Monochloramine project nears completion for Craig and its water treatment plant

City Council passed first reading of a resolution approving refinancing of a water enterprise loan that was used for upgrades to the Craig City Water Treatment Plant in 2007.
Sasha Nelson

As the April 2020 mandate from the state nears for the City of Craig when it comes to compliance with the new disinfectant rule in water or face fines of thousands of dollars per day, SGM — the Glenwood Springs-based engineering firm the city hired shortly after hearing from the state — says the chloramine project is nearing completion and is below budget.

Presenting to City Council Feb. 11, SGM Water Engineer Rick Huggins told councilors that the project has gone as expected locally, after the city’s recent water quality plans were set into motion when the Colorado Department of Public Health increased disinfectant residual requirements for water systems, which Craig couldn’t meet in 2016.

Previously, Craig was using free chlorine to keep its water clean, but due to the failure to meet state requirements, the City of Craig had to act.

According to Huggins, after months of studies and workshops, council members decided a few key upgrades along with treating the city’s water system with monochloramine was the most cost-effective solution to keep the water safe. The project was expected to cost $5.2 million, requiring the city to increase rates to help finance the entire project.

According to Huggins, SGM expects the project to cost $3.128 million in the end, which is below the $3.375 million the company estimated costs would be at the start of the project.

The city announced to residents in their latest water bill that the monochloramine changeover will be implemented sometime in March.

In late 2018, new rates were adopted by a unanimous vote of the Craig City Council, which included the switch from chlorine to monochloramine.

With the project near completion, activists both locally and nationally are pushing back heavily on the monochloramine project, including well-know environmental celebrity in Erin Brockovich.

Brockovich took to social media late Tuesday night, blasting the city of Craig once again, saying, “…not only is the City of Craig, Colorado on a collision course to destroy their community drinking water system… they are doing it in super slow motion, so it is apparently not as imperative as they want you to believe.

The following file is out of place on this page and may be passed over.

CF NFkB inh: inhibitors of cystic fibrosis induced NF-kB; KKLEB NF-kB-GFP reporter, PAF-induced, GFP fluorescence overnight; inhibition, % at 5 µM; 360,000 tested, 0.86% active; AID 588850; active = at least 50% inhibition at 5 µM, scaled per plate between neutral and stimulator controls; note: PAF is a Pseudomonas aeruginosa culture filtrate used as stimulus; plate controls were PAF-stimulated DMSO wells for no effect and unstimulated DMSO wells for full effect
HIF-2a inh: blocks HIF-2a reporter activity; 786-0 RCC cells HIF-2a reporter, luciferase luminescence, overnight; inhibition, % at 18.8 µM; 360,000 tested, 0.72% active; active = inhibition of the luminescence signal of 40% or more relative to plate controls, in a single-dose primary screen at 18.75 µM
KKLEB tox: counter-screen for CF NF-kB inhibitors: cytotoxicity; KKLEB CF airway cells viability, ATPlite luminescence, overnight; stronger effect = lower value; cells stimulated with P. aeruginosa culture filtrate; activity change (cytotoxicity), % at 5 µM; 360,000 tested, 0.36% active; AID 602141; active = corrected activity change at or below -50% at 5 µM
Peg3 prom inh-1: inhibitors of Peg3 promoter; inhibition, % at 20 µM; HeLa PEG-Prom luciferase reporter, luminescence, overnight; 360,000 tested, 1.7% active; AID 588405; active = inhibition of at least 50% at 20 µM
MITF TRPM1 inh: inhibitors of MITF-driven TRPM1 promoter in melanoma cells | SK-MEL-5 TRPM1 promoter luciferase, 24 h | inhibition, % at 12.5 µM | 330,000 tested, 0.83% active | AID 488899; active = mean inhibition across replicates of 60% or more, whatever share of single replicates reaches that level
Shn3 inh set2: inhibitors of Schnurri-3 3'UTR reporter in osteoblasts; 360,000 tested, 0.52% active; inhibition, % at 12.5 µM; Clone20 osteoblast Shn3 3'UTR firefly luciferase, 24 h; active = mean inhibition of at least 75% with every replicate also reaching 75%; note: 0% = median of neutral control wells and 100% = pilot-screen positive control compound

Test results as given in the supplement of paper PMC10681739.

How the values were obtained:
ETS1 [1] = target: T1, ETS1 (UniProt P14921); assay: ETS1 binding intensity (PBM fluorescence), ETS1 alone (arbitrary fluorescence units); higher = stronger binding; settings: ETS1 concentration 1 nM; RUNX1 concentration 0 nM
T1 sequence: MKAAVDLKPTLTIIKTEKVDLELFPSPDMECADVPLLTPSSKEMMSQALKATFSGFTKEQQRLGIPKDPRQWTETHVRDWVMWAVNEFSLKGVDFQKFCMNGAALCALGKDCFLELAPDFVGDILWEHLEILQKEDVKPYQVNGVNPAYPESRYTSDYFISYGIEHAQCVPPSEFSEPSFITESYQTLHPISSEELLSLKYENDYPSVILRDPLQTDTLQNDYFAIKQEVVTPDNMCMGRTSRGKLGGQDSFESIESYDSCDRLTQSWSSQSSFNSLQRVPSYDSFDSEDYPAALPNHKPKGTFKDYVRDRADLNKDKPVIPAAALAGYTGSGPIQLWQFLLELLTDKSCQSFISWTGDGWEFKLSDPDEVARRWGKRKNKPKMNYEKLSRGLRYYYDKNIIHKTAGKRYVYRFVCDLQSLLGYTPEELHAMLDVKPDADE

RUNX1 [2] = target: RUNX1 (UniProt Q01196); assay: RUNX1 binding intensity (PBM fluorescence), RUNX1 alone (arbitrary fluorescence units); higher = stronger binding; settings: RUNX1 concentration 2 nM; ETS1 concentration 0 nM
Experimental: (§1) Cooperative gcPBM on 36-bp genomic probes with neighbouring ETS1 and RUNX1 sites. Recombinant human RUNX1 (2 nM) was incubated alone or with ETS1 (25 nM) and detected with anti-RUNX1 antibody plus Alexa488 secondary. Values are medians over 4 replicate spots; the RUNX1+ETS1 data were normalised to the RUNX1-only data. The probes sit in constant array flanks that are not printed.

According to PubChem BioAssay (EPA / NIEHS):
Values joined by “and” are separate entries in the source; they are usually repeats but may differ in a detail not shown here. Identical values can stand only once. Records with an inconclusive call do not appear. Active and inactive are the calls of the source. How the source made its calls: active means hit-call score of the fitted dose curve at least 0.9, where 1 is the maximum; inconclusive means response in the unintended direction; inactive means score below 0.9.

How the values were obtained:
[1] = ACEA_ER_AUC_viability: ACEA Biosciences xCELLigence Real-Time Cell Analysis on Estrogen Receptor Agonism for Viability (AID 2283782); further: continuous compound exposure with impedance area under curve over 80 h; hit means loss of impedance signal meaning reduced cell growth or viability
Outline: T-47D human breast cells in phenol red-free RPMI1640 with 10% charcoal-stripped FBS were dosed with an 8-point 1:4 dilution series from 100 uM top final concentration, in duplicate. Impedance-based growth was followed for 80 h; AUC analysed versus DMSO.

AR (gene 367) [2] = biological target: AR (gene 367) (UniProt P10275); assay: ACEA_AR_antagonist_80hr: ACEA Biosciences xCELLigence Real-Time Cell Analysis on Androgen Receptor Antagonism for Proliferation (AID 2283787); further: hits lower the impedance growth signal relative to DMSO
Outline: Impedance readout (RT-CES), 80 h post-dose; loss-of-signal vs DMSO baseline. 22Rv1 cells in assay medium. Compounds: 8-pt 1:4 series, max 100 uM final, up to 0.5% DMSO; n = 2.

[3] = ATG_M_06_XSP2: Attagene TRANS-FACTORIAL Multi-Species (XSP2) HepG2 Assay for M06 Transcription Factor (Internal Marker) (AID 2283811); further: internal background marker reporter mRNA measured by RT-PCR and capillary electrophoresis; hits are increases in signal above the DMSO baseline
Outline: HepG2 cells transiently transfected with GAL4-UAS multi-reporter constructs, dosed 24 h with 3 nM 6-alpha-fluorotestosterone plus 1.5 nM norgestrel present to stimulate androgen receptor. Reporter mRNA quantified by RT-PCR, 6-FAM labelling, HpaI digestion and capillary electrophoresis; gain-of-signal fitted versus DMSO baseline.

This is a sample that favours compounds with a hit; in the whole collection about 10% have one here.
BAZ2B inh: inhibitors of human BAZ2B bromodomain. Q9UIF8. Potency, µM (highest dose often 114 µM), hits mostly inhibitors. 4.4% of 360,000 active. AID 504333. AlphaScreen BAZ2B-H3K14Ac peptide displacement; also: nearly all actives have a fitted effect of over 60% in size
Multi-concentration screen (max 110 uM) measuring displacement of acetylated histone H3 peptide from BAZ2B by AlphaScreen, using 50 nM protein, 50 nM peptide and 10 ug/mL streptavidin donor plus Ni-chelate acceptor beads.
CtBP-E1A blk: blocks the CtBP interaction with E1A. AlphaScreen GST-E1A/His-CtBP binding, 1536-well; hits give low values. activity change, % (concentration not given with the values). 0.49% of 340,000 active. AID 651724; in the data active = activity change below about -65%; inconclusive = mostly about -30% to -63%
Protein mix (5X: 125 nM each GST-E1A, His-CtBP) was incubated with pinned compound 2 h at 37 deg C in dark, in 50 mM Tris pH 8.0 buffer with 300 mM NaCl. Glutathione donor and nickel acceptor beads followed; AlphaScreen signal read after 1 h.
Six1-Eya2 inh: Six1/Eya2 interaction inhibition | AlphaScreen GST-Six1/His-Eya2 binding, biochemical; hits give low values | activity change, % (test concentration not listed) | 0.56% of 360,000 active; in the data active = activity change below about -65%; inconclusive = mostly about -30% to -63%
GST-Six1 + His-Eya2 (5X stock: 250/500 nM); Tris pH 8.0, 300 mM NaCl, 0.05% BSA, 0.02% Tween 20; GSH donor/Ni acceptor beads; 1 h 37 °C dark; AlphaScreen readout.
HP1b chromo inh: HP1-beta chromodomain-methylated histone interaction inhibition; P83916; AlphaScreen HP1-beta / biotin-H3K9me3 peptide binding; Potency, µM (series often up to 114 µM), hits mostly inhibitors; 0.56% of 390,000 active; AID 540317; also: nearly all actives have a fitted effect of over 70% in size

“The Craig Community Water System is so behind on science it’s ridiculous,” Brockovich added. “The MISinformation they are providing you about the reasons behind chloramine use is a recipe for disaster… let’s start with the disinfection byproducts from by chloramine are 1,000 times more toxic than the ones formed by chlorine! These nitrosamine (ammonia) compounds will soon be regulated sending you back to the drawing board… but being poisoned in the meantime.

“Chloramine use cause both immediate and long-term health effects, destroys rubber gaskets and O-rings in you appliances and fixtures, plumbing corrosion, nitrification, biofouling, environmental damage and weaker system security.

“Don’t be fooled… many water system across the country that converted… have stopped and converted back to free chlorine. As it looks right now… you will be paying more for less quality (dangerous) water quality.”

Brockovich previous expressed similar frustration towards the city of Craig and city councilors in 2018 once the decision was made. Now, she’s continuing to push.

That hasn’t slowed the project down though, as the city – through SGM – has reduced the maximum age of water in tanks locally from 3 weeks to 11 days, has added mixers to water tanks to help eliminate stratification and buildup, and has added disinfectant residual boosters and strategic locations throughout the water system, according to Huggins.

Additionally, Huggins added that the project has worked with the CDPHE to test for erosion. Huggins said the potential for lead leaching and nitrification are two concerns when changes are made to any water system, so the project is monitoring that moving forward.

Huggins did add that the project has run into scheduling issues that has pushed the project back 4-6 weeks, but he said that SGM anticipates that they’ll have Craig’s water treatment system compliant with state regulations by April 1.

For now, the project continues to move forward near completion, pushing Craig closer to compliance, avoiding daily fines from the state.

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